My secret, if I have one, is a combination of timing and temperament. By timing, I mean I joined at the point when Twitter was the new black.

So users snowballed into users. And temperament?

Temperament, because Twitter really is one big cocktail party. I like meeting new people and finding out what makes them tick. I joined at a point when I had time and curiosity about social media. It was new, I was eager to learn, and I was fresh from finishing one gig and looking for something new. As I've said in other interviews, then I broke my leg—and I had EVEN MORE TIME to study Twitter/Facebook etc. It was as if I were earning a certificate in new media. My lesson from that: If you really want to succeed at some aspect of this crazy new world of publishing, go deep. Be a little intense, for a while.

I do think, today, that all brands need to have social presence—and publishers are brands. Does that mean everyone in publishing needs a social presence/following? Probably not. A corollary: I don't think social + publishing = sales. I think social + publishing = buzz.

And buzz + (x + y)z = sales. Solve for x, y & z.

I was always terrible at algebra. I prefer calculus. In other words, it's still a mystery to me, like it is to almost everyone in our industry. I believe in the handsell, and that can happen on social media—but it's difficult to track.

I imagine with 212K followers, there's more pressure to "watch what you say" more or less. Do you think an increased audience necessarily leads to a more conservative take on the medium?

Another excellent question. Long ago, when I first joined an online message board for writers, I remember looking at some of the posts and thinking: "TMI! I don't need to know about your spouse's hemorrhoids if we're merely professional acquaintances." If Twitter is a cocktail party, you need to consider what information you share at cocktail parties. And even if Facebook is, therefore, more like a potluck dinner, well, you don't tell your neighbors everything, do you? @TheBookMaven is a persona, while @JustBethanne is my more personal account. People can follow both (or neither!), or just one.

But here's another important point: You have to decide, sooner or later, why you're tweeting/pinning/'gram-ing at all.

Hm. I think that's a question that would be lost on a lot of users of all of those mediums. I think in a lot of cases, it's a matter of "why not". Agree? Disagree?

Oh, agree! But if you want to conduct some sort of business/professional thing, you have to decide what face you're presenting. You don't want to get fired for tweets that offend your employer's customer base, for example.

As has been done, many a time. What's the difference between the @TheBookMaven face and the @JustBethanne face?

@TheBookMaven is all about books, authors, and publishing—and about encouraging reading of all kinds—different genres, different purposes, etc. @JustBethanne is a writer, a critic, and a slightly eccentric woman who loves wordplay, Early Music, and literary fiction.

I like that you used the word "encouraging". Do you think there's a correlation between optimism/positivity and social media success?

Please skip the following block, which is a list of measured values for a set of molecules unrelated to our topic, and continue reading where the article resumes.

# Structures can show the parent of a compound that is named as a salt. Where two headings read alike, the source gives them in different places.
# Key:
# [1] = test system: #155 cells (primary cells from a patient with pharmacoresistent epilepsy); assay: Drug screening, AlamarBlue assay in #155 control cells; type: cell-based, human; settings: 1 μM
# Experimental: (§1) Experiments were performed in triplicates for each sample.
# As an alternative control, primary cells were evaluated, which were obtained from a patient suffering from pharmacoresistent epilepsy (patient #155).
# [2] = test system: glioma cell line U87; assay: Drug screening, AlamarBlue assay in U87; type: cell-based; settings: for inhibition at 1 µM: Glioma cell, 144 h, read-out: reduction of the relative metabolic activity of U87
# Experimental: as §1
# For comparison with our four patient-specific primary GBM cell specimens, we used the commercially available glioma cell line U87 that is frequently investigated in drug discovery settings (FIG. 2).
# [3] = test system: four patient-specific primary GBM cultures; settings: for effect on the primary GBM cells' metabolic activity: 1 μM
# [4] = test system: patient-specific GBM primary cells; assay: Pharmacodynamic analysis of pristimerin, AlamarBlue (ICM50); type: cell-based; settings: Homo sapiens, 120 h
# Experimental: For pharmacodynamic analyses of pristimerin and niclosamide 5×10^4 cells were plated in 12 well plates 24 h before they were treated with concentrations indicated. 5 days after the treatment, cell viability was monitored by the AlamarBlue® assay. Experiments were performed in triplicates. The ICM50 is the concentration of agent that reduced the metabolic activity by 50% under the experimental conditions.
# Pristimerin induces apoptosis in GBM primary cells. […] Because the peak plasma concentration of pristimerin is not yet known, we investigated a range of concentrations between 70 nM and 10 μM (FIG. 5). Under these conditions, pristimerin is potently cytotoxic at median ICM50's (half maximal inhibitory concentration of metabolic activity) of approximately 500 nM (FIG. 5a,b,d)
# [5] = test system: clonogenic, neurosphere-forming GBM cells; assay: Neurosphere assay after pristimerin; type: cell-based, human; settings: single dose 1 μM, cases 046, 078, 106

Hmmmm. Less optimism than consistency. There are a few misanthropes on social media who do very well. But you know what you're in for when you follow them/read their posts. That said, you have to be optimistic, in a way, that people might be interested in what you have to say.

That's a great point. I want to switch gears (slightly) and play a game called "Remember When". Pretend you're Bethanne Patrick in 2030, talking about social media today. What do you think will be the most remarkable changes? (i.e. "Remember when hashtags were a thing?")

(Takes a moment to calculate what my age/stage will be in 2030.) Social media opened up conversations and connections and made the globalization buzz tangible for many people who might not even have heard of Thomas Friedman, e.g. People thought social media was trivial and superficial, but it was not. It forged real networks. People got and lost jobs because of it, created businesses and organizations on it and around it, and received news faster than any media outlet could provide. Eventually, social media became part of commerce and other institutions, which made it less hip, but more useful.

That's a great call—and I couldn't agree with it more. Social media platforms seem like neighborhoods. Over time some become more commercial, and thus, less hip. It's a natural change and follows the nature of commerce.

Also: Richard Nash said a few days ago that publishing seems to be reverting to its pre-industrial model, when almost anyone could print a broadside. Social media really made that possible. I'm not big on SELF publishing. But I'm very big on SMALL and CRAFT publishing. The kind of thing you're doing, Andrew.

Aw, you're too kind. And I completely agree with Nash (who also happened to be a guest here.)

Everyone needs an editor, so no one should just put their stuff out. I hate that kind of thing. But we don't need huge corporate publishers for everything.

Ha! Great minds. (Hi, Richard!)

We're nearly out of time, so I'm going to ask for last call on comments, perspective, predictions, etc.

First, I'd love to keep chatting. Really lovely to be able to both share, and discuss. Right now, I've moved more into a writing space because I realize that creating content, telling stories, and sharing perspective remains vital. But writing isn't in trouble; reading is in trouble.

How do you mean?

People aren't reading as much due to other distractions. I told a panel the other day that a dear and respected colleague in publishing told me some months back that she is reading less "because there's so much great television!" That worries me. I want to get to the point where I can write more deeply and seriously about reading, its history, its utility, its implications. Social media helped me to establish a credible presence. I will keep tweeting and posting, for sure. I don't think any of that is going to vanish.

That's a great ending note Bethanne.

Thank you so much, Andrew! We will talk again soon, I'm sure.